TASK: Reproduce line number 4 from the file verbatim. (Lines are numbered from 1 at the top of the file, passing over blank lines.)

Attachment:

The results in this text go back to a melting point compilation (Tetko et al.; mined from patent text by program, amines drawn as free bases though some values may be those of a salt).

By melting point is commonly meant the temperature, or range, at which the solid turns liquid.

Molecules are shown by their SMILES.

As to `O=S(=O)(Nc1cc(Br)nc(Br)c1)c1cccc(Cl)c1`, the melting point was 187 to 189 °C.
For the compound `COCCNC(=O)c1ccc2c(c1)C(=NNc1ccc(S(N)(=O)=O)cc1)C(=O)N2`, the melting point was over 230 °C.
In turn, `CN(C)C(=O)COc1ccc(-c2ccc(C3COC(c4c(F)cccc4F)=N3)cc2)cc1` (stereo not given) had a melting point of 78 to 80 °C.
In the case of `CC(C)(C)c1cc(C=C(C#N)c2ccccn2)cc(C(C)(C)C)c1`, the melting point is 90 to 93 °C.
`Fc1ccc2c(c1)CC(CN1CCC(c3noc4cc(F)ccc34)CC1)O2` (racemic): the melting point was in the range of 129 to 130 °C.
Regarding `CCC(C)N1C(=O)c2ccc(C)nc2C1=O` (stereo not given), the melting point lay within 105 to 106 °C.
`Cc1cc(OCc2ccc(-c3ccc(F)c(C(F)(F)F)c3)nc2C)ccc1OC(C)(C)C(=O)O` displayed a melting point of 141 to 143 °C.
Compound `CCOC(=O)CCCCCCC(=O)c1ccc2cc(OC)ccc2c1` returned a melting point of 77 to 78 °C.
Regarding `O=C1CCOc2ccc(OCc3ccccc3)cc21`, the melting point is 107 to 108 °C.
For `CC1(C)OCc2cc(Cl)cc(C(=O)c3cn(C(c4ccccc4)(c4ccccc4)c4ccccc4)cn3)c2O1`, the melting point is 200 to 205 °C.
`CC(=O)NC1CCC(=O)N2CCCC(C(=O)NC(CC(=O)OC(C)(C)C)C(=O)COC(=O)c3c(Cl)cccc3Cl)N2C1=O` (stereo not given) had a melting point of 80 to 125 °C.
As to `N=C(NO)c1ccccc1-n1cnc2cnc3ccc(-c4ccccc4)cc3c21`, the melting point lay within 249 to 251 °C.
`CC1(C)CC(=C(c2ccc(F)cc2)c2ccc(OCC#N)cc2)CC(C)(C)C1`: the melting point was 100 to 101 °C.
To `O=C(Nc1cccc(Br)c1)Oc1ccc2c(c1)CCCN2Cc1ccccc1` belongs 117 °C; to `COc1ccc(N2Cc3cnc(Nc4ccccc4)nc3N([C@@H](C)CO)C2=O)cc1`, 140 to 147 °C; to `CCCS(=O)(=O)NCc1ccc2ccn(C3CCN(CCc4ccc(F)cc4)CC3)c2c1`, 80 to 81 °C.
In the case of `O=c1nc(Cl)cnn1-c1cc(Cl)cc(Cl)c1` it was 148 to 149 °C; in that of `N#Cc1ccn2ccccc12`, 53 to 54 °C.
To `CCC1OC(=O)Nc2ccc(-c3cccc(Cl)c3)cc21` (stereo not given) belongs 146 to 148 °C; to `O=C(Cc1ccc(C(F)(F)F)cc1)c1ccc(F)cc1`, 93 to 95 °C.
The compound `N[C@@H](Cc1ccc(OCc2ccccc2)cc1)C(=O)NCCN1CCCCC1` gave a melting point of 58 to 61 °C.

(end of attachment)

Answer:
As to `O=S(=O)(Nc1cc(Br)nc(Br)c1)c1cccc(Cl)c1`, the melting point was 187 to 189 °C.